Monday, March 12, 2007

Weekend High Water: Chickening out on Class III

If you live in the Northwest, you know that we were pounded with rain this past weekend. The big rains were coupled with rising freezing levels and rapidly melting snow, which translated into big rivers throughout most of Cascadia. Our backyard runs went from way too low on Saturday morning, to way too high by Sunday afternoon. Last I checked the Middle Fork of the Nooksack was running ~3500 cfs, about 4 times the recommended flows...

So, a few of us from Bellingham went searching for Big Water Class III fun up in Canada, which sounded like a nice way to warm up for the season and enjoy some of the water. The crew consisted of myself, Jon Dufay, Chris Tretwold, Ryan Bradley and Dirk Fabian.

Rallying through the rain in the Fraser River valley.

The plan was to hit the Chehalis River, which we paddled at high water last November. The run is long, the canyon is scenic, and the river itself is usually not that intimidating. However, when we arrived at the take out we found full sized trees floating out of the canyon and the water was about a meter higher than our November trip. We estimated flows were between 5,000-7,000 cfs, a good bit higher than the recommended 2,000. We quickly assessed our lack of recent boating missions, the continuing heavy rains, and the mobile strainers and high tailed it to more familiar territory.

Chehalis take out, a full meter higher than our last high water descent, with full sized trees floating out of the canyon.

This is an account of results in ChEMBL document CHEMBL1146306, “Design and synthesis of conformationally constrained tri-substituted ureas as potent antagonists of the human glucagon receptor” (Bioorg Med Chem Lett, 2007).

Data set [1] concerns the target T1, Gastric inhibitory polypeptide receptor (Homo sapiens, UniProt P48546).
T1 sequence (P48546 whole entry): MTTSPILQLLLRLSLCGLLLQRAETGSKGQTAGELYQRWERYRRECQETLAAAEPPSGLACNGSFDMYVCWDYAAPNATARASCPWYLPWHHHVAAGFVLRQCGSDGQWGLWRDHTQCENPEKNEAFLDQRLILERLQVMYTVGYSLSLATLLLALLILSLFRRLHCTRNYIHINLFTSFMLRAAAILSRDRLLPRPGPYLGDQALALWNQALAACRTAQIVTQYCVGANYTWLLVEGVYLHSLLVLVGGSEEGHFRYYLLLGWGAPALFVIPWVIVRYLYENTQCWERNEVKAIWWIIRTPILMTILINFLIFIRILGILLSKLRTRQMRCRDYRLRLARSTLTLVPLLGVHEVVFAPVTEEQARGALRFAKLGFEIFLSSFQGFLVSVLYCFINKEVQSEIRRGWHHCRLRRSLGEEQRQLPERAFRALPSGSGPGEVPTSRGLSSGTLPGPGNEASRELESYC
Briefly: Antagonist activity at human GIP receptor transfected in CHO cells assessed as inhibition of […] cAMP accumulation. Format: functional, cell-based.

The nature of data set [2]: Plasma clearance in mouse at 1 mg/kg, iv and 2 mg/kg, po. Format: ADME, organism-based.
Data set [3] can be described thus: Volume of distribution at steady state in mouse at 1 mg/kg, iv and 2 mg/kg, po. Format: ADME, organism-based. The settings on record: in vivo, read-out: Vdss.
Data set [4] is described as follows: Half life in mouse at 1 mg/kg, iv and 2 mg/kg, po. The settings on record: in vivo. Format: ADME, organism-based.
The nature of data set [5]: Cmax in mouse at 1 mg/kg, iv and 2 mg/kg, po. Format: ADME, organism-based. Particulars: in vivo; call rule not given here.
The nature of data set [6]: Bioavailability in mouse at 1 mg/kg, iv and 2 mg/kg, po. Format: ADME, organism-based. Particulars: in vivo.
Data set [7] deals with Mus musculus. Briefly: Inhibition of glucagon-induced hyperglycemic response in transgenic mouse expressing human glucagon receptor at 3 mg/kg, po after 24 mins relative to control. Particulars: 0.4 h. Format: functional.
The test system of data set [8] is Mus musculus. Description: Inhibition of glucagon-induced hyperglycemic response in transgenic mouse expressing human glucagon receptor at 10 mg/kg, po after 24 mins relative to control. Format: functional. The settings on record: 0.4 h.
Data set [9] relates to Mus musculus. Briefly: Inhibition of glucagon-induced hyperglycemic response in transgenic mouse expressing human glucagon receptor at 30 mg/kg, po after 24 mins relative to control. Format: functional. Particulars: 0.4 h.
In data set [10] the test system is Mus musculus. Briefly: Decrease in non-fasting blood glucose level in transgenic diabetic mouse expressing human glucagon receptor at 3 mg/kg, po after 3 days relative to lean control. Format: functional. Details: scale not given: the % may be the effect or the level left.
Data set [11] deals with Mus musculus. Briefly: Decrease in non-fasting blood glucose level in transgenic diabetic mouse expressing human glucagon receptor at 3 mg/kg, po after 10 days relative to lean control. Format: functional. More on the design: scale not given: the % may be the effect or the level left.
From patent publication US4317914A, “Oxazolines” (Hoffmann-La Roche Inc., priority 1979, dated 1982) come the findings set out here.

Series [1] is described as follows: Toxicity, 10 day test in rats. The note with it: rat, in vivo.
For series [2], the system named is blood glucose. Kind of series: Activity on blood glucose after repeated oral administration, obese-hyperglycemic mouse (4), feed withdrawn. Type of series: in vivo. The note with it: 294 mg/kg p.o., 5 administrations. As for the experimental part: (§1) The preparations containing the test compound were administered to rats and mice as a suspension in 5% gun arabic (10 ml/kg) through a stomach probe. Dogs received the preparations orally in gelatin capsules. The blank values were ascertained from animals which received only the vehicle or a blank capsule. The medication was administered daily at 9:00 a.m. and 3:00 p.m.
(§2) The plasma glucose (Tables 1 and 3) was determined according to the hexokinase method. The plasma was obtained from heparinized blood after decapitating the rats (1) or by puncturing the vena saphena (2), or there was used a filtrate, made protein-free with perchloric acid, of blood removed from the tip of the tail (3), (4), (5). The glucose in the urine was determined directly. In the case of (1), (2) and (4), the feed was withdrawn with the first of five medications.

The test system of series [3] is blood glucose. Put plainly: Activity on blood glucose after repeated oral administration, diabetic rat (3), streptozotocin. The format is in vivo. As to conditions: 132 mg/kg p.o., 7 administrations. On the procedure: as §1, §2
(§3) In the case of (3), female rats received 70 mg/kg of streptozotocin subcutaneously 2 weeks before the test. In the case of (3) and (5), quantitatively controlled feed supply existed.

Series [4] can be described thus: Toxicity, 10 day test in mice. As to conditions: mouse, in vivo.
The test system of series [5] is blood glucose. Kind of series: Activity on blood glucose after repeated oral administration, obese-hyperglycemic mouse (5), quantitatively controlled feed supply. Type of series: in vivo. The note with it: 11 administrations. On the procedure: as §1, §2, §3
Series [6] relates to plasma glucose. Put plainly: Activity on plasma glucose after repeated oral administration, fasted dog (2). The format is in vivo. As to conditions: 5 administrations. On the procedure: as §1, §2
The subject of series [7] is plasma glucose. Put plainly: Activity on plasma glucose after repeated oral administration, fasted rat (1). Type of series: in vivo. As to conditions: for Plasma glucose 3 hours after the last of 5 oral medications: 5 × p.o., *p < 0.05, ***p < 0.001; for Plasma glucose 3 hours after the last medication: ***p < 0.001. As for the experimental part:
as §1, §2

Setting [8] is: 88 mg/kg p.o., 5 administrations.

Tucking tails and running away from the high water Chehalis option.

The Chilliwack River is just about due south from the Chehalis across the Fraser River. However, when we got to the take out we found that the Chilliwack was actually on the low side of medium. Slesse Creek was dumping in tons of mud which made the run look threatening, but there really wasn't that much water.

Chilliwack take out. Brown water and the smell of earth in the air, but flowing on the low end of medium. ???

We cruised up to the alternate put in on Foley Creek, which had been devastated in the last big winter floods, and proceeded to bash our way down the low, tree filled brook and then on to the Chilliwack proper. The Chilliwack itself has changed quite a bit since I last boated it. The last mile or so is deeply incised into the river bed, and there is lots of new wood in the lower gravel bars, but most are easy to see from above.

All in all, a satisfying day of early season boating. Now we just need to wait for Clearwater to come back in so we can go assess the much talked about changes since the storms this past winter.

Heading up to the alternate put-in on Foley Creek, which was likewise a bit low. Check out the channel on the right side of the picture left by the winter 06-07 floods.

Dirk bashing his way down a typical bony Foley drop. Plenty of wood in there now.

No comments: